For businesses seeking identification as separate legal entities, North Carolina law allows them to undergo the process of incorporation. This means that the business can buy or sell property, offer and accept contracts and exercise legal rights in its own name. A business looking to incorporate in North Carolina must file with the Secretary of State in accordance with established guidelines.
Benefits of Incorporation in North Carolina
There are distinct advantages to incorporating a business. Most importantly, liabilities the business accrues may be satisfied only by assets that the owners have specifically invested in it. If the business had remained a personal asset of the owners, they could run the risk of losing their personal property to pay for the company's financial liabilities in case of default. Furthermore, banks in the Concord area prefer to evaluate the credit worthiness of a business as a whole rather than that of individual owners. This makes the process of getting corporate loans simpler. Finally, a corporation's ownership stake is divided into equal slices or "shares" of stock, which make investments in the business much easier to transfer.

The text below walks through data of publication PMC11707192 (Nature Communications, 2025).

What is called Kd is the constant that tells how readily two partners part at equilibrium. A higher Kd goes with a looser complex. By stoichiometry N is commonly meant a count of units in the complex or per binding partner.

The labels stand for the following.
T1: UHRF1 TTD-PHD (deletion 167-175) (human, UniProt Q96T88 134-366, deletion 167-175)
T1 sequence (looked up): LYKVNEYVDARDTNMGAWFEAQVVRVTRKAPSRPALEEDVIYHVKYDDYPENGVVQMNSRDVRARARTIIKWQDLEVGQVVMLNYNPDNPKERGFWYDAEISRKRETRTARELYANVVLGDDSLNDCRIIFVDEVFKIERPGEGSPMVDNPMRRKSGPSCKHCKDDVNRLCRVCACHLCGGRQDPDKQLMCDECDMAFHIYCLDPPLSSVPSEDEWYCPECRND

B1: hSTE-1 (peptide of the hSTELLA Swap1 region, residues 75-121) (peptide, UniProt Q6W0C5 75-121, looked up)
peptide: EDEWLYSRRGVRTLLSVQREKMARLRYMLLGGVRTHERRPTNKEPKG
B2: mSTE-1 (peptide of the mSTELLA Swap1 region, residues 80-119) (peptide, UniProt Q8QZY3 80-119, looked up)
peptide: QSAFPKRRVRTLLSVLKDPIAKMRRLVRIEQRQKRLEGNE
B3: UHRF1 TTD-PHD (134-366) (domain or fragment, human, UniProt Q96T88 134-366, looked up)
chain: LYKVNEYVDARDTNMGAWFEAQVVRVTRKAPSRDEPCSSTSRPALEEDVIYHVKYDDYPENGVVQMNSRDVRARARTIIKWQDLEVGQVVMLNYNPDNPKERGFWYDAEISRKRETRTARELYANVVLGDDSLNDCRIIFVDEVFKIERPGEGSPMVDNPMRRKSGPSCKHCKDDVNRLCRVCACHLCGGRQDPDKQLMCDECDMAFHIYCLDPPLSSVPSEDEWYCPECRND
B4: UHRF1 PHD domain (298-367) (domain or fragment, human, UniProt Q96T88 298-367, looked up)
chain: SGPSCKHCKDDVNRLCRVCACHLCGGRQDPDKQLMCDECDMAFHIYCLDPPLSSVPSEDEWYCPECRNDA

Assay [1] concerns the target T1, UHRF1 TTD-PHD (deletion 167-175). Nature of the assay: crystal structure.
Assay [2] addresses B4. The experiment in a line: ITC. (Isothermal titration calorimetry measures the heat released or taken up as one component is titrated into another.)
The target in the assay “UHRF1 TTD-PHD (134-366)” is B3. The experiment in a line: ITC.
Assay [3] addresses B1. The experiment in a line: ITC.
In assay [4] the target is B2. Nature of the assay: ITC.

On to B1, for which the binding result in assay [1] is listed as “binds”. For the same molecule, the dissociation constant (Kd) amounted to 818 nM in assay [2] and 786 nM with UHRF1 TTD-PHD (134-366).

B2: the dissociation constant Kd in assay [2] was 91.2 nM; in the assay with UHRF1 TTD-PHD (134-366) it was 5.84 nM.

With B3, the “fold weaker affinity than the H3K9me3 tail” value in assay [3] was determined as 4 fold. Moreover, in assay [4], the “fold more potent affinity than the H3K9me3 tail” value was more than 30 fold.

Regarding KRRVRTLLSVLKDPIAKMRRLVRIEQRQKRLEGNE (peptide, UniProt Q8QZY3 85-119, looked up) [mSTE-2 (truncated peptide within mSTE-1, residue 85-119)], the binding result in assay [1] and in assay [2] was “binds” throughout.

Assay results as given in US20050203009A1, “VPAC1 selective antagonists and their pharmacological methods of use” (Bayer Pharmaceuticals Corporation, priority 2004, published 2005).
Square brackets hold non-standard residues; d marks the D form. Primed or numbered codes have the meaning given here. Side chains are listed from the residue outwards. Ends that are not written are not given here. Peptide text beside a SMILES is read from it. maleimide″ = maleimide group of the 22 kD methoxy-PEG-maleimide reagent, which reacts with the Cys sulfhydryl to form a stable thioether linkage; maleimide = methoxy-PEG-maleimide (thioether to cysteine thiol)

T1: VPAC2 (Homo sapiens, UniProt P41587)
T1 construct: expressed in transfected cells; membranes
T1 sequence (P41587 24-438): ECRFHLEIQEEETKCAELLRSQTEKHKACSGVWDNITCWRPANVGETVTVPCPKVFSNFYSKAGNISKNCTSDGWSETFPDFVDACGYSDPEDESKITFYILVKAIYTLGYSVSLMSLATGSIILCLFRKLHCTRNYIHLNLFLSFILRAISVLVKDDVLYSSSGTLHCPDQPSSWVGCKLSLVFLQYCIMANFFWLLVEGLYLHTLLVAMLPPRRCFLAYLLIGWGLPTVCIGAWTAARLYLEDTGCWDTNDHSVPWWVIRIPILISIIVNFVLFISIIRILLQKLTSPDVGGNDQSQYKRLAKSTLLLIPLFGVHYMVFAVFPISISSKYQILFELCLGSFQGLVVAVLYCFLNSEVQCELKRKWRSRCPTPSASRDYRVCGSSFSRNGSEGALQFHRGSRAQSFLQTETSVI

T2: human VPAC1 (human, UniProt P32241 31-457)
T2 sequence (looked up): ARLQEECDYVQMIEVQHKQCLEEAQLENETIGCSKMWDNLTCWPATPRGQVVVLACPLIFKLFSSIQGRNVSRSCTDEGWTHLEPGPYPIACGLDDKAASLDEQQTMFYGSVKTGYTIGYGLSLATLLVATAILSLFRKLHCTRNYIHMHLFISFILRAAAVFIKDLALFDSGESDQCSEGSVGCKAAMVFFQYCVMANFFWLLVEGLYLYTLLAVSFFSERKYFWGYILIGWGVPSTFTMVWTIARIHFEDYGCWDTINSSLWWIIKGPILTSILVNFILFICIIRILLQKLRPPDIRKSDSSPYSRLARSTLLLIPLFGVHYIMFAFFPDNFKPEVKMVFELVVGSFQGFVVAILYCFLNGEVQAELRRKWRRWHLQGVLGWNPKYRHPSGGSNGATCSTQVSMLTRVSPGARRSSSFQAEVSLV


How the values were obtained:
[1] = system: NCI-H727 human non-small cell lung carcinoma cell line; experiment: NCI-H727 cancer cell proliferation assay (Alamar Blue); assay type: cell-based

Costs of Incorporation
These benefits come at a price. First, incorporation in North Carolina may require a filing fee. Second, a corporation pays taxes just like any other entity. The incomes of owners as individuals are also taxed of course, meaning that income to the corporation might be subject to double taxation. However, this disadvantage can be avoided with proper planning and help from a local Concord lawyer.